Democratic candidate Mary Peltola’s victory in the Alaska special election is a troubling development that should cause introspection among all Republicans as our midterm prospects dwindle despite President Biden’s radicalism and incompetence.
Senator Tom Cotton is a conservative I greatly respect and support, but he erred in condemning not the flawed Republican candidates, but the ranked choice voting system that was used in the Alaska election. Cotton’s misguided views are, in my estimation, representative of a large portion of conservatives. Ranked choice voting is a reasonable voting method that ought to be embraced by all conservatives. Cotton’s arguments against RCV are untenable.
Following Peltola’s victory, Cotton tweeted, “Ranked-choice voting is a scam to rig elections. 60% of Alaska voters voted for a Republican, but thanks to a convoluted process and ballot exhaustion–which disenfranchises voters–a Democrat ‘won.’” He then wrote an op-ed further pillorying RCV as a leftist “naked power grab” that “would rob you of your right to pick who represents you” and “threaten your right to vote.”
Cotton is correct that RCV cannot be conducted in a needlessly complicated way. It should be readily agreed that the jungle primary used in Alaska and being proposed in Cotton’s state of Arkansas is absurd and worthy of opposition. But this and other procedural and administrative flaws in RCV elections no more prove RCV to be inherently defective than the butterfly ballot proves the first-past-the-post method that Cotton supports to be defective.
The argument that it is unacceptable for a Democrat to win when 60% of voters voted Republican would be quite powerful if there was only one Republican, but there were two. We Americans do not vote for parties; we vote for candidates who are members of parties.
It can be most often presumed that those who rank one Republican first will rank the other Republican second, but this is no certainty as the Alaska election proved. Yes, 60% of Alaskans voted against Peltola in the first round, but 70% voted against Sarah Palin. There is nothing outrageous about the candidate who received 40% of first-round votes besting the candidate who received 30%. Indeed, if the election was conducted with the system hailed by Cotton, Peltola would have won with only 40%, for the spoiler candidate is one of the numerous flaws of first-past-the-post elections.
There was an election where 60% of voters voted for more conservative candidates but the Democrat won: Bill Clinton’s 1992 victory. It is very likely that if RCV was used, George H. W. Bush would have prevailed over Clinton, but because Cotton’s preferred method was used, 60% of voters were made to submit to the will of 40%.
Republican voters did not have this election stolen from them. Of the 53,810 who voted for Republican Nick Begich in the first-round, only 27,053 listed Palin as their second choice while 15,467 listed Peltola. Palin simply failed to persuade most voters. RCV cannot be blamed for that.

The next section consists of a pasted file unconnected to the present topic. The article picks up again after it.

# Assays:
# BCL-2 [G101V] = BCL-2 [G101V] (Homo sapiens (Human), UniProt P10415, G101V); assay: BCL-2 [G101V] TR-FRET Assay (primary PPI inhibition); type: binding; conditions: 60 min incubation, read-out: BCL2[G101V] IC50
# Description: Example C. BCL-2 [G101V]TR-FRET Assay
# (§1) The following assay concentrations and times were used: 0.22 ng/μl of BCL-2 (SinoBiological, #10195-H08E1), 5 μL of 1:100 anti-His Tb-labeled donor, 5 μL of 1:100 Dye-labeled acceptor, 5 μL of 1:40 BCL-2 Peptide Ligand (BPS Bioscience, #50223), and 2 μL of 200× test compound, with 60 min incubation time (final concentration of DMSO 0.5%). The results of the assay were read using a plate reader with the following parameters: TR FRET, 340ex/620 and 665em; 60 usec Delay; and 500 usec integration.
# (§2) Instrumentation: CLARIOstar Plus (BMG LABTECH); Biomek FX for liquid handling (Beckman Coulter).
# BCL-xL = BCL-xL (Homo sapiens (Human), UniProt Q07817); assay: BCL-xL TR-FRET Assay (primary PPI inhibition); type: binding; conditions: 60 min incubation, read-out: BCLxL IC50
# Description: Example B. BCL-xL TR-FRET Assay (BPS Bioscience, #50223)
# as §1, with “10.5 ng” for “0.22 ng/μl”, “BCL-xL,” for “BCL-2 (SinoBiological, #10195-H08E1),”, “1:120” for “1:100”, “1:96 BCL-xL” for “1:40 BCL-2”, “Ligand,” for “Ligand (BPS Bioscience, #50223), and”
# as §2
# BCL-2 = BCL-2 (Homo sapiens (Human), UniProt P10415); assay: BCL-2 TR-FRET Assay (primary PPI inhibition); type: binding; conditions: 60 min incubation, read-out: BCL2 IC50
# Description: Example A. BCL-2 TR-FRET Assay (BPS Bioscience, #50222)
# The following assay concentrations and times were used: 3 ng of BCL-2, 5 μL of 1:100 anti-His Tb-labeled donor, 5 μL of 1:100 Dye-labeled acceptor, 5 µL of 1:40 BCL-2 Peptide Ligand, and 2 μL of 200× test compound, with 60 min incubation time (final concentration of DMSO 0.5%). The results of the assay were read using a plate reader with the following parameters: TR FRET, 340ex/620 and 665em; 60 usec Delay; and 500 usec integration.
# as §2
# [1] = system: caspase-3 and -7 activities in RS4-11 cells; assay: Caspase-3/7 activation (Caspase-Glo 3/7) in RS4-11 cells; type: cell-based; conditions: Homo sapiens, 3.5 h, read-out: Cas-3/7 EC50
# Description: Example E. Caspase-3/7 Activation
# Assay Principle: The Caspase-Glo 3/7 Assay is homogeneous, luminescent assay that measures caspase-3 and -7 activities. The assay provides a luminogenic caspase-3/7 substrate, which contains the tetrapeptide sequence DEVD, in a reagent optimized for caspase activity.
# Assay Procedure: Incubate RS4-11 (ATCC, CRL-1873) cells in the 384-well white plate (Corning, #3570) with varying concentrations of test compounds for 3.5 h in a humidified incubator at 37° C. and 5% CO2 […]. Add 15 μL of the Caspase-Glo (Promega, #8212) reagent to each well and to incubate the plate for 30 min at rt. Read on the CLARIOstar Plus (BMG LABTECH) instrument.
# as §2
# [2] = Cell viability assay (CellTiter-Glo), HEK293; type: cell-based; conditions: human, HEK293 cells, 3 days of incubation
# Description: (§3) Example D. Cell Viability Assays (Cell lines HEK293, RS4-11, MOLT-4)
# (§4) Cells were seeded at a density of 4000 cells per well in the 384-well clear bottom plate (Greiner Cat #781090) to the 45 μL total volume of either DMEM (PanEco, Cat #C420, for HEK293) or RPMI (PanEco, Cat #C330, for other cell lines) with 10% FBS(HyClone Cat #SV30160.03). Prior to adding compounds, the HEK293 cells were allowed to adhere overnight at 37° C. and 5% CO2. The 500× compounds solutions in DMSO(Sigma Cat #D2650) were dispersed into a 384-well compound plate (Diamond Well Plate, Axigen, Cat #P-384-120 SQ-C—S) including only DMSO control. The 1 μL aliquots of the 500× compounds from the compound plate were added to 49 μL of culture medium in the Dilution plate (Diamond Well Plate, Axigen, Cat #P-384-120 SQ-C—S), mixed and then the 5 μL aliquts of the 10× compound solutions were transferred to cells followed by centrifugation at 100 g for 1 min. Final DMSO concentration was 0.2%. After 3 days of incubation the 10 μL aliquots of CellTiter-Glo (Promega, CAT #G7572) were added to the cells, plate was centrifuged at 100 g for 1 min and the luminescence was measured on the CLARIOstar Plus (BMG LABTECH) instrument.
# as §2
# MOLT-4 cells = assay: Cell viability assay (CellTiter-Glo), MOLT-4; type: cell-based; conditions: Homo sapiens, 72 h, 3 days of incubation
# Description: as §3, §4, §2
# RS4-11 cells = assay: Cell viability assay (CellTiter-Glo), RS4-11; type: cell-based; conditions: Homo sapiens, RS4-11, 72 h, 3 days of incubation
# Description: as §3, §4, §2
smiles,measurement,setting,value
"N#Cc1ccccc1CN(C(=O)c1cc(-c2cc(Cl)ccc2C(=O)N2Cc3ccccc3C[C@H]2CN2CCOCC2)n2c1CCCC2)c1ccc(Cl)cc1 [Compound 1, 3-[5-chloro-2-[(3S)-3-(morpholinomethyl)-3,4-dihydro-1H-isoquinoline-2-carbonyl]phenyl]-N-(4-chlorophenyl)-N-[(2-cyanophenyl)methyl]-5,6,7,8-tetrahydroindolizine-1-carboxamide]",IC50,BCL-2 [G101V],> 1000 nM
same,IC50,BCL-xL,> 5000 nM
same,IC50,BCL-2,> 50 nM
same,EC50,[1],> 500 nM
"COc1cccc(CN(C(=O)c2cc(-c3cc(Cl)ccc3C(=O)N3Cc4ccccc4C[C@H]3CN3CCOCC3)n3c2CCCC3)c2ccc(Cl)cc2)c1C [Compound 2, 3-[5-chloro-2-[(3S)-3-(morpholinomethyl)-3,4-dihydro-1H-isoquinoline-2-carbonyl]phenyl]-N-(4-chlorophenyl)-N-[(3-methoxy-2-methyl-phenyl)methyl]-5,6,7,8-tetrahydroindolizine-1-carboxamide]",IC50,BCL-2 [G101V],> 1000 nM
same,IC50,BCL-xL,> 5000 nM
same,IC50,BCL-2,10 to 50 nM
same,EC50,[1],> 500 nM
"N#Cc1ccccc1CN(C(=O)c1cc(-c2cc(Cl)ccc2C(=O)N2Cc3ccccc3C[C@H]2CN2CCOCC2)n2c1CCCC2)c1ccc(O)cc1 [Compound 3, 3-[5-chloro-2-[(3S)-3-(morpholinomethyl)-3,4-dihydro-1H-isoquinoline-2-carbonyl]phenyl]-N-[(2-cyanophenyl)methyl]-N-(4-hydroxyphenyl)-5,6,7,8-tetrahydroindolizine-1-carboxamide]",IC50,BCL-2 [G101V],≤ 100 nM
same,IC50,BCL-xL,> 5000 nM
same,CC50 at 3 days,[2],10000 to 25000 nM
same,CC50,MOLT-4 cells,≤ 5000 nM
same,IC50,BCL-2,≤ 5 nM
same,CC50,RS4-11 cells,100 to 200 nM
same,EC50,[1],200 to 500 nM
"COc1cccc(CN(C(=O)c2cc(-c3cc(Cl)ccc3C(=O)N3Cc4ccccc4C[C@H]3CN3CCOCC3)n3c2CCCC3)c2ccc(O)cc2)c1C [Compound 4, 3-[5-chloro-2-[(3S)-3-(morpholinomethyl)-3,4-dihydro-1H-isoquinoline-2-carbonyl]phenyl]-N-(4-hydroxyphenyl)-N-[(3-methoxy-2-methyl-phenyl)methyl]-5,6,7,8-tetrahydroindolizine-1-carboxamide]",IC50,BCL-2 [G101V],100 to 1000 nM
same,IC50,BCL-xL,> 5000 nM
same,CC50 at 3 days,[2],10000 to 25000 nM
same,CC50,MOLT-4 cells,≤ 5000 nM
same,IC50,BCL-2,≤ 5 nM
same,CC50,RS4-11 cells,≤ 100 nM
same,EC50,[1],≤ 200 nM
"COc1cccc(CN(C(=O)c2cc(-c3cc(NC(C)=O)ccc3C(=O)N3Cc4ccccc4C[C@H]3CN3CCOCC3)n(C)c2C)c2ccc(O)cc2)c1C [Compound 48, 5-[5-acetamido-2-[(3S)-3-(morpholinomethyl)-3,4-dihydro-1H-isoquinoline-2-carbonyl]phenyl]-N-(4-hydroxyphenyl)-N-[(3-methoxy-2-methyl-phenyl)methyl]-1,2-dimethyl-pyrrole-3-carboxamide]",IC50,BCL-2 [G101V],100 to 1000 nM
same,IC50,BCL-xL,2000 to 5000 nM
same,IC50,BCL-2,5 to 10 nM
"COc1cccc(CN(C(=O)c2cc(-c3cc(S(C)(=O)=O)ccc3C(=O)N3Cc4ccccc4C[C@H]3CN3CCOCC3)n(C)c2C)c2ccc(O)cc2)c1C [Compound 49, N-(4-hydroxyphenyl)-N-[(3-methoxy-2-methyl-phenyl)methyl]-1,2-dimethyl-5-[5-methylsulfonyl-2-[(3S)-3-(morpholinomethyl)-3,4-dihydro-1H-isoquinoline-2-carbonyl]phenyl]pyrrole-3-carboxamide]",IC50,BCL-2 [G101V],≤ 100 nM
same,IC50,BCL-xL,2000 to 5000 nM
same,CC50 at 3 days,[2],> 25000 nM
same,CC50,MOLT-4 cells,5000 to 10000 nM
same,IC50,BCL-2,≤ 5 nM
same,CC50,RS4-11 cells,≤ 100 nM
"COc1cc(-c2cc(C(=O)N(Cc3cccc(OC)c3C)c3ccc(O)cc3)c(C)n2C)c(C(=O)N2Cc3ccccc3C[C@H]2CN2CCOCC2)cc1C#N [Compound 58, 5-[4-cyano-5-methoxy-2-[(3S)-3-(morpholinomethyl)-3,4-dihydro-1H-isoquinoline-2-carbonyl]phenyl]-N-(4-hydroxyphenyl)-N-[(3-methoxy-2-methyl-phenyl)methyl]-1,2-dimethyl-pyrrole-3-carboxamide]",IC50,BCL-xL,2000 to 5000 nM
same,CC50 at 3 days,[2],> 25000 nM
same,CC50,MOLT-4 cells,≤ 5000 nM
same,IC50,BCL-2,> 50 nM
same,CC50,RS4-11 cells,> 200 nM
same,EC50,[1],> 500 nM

Cotton also argues that RCV disenfranchises voters because in RCV, if a voter only ranks one candidate and the election proceeds to the second-round, then their vote is removed from the vote total in that round. There were 11,243 of these exhausted ballots in the Alaska election.
Ballot exhaustion is not disenfranchisement.
RCV can be thought of as many elections within a single election. Those who ranked only Begich were declaring with their ballot that in a three-way race, they desired to vote, but in an election between Peltola and Palin, they desired to abstain. Disenfranchisement would be if their vote did not count, but in this case there was no vote to count. Abstention is not disenfranchisement, whether regarding a person who filled out his ballot but declined to rank every candidate or a person who neglected to vote and therefore ranked no candidate.
Senator Cotton and our fellow Republicans should cease this unwarranted opposition to ranked choice voting. Any electoral system that would have spared our republic of the monstrosity that is the Clinton family cannot be justly characterized as inherently hostile to the electoral prospects of the Republican Party.
Instead of deprecating the voting method used, my fellow conservatives would be wise to engage in what is badly needed introspection to understand why nearly ¼ of those who voted for a Republican in the first-round were unwilling to vote for another Republican in the second-round, with over 15,000 voting for the Democrat.
It is not the electoral system, but our pitiful choice in candidates—many of whom are not even conservative—that cost us the Alaska election and could cost us the midterms. How many more winnable elections will we give to the Left before we realize this?
The views expressed in this article are the opinion of the author and do not necessarily reflect those of Lone Conservative staff.